This past week was my first full week interning at Common Ground at the University of Richmond. The main project that I will be working on this summer is creating a document titled “Being Not-Rich at the University of Richmond.” The purpose of this document is to help not-rich students at UR manage their limited funds by introducing them to free and low-cost services in Richmond. This project reflects the clear values, attitudes, and expectations about work at Common Ground. First, the mission of Common Ground is to “[promote] a thriving, equitable, and fully-participatory University community deeply engaged with the broader social world.”1 Thus, a commitment to the values of diversity, acceptance, and inclusion is expected. Another expectation of my position is that I work independently. It is my responsibility to reach out to other students to collaborate with, solicit tips from faculty and staff, and ask for help from my supervisor when needed.
Since there are only four full-time staff members at Common Ground, our interactions are casual. My supervisor and I communicate via email and Zoom. We also utilize a shared Box notes document in which I put most of my work. During our weekly meetings, we discuss the work that I have done in the previous week as well as suggestions for what I should be doing in the upcoming week.
One strength of the culture of Common Ground is that we not only produce results, but that we accomplish it the right way. My supervisor does not only want me to compile a list of resources. She also wants me to educate myself on the different issues that we are trying to improve. She has recommended that I read books and articles, such as Paying the Price: College Costs, Financial Aid, and the Betrayal of the American Dream by Sara Goldrick-Rab. Throughout the summer, I will be researching other issues, such as food insecurity, housing inequalities, and paying off student loans. This reveals a true commitment to helping marginalized students, not simply checking boxes. Educating myself on these specific issues will help me more effectively aid students.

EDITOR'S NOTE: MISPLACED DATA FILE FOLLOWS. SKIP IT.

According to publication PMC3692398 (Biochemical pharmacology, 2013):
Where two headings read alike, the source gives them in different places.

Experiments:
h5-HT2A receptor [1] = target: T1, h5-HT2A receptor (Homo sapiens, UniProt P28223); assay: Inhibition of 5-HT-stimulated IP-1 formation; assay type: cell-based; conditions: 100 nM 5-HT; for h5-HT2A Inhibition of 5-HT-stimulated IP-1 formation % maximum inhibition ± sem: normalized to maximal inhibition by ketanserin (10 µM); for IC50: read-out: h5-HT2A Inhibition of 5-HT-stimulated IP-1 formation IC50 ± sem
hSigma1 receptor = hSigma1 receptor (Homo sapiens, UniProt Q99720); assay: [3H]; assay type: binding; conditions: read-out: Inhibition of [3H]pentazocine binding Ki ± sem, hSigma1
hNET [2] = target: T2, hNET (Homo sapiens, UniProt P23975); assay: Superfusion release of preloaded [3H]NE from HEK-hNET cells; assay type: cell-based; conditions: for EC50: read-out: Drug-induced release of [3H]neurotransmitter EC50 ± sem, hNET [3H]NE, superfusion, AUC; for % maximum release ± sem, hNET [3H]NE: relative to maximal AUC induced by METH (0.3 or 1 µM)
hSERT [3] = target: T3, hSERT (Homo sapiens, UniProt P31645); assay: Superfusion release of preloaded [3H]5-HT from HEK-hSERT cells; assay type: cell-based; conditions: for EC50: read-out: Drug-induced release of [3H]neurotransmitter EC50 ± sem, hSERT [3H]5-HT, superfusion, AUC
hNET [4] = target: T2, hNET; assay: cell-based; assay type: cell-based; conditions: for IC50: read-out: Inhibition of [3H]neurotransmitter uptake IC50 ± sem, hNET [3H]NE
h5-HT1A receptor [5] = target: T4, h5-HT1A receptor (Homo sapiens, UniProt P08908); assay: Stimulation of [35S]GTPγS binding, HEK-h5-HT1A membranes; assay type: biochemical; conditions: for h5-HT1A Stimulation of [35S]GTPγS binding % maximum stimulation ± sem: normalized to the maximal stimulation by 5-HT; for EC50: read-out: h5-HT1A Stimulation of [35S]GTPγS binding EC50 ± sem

The Common Ground staff has difficult yet important work. This is made more challenging by the fact that there are only four full-time staff members. There are student employees, such as Cultural Advisors and Spider Firsts Ambassadors, but they are only mainly managed by one person. This work cannot be achieved by only four people, which is why one of the goals of Common Ground is to promote a “fully-participatory University community.” Common Ground hosts several initiatives to try to engage the entire University community, such as White Anti-Racism Discussions. I believe this work is essential in gaining more support so that they can fulfill their mission.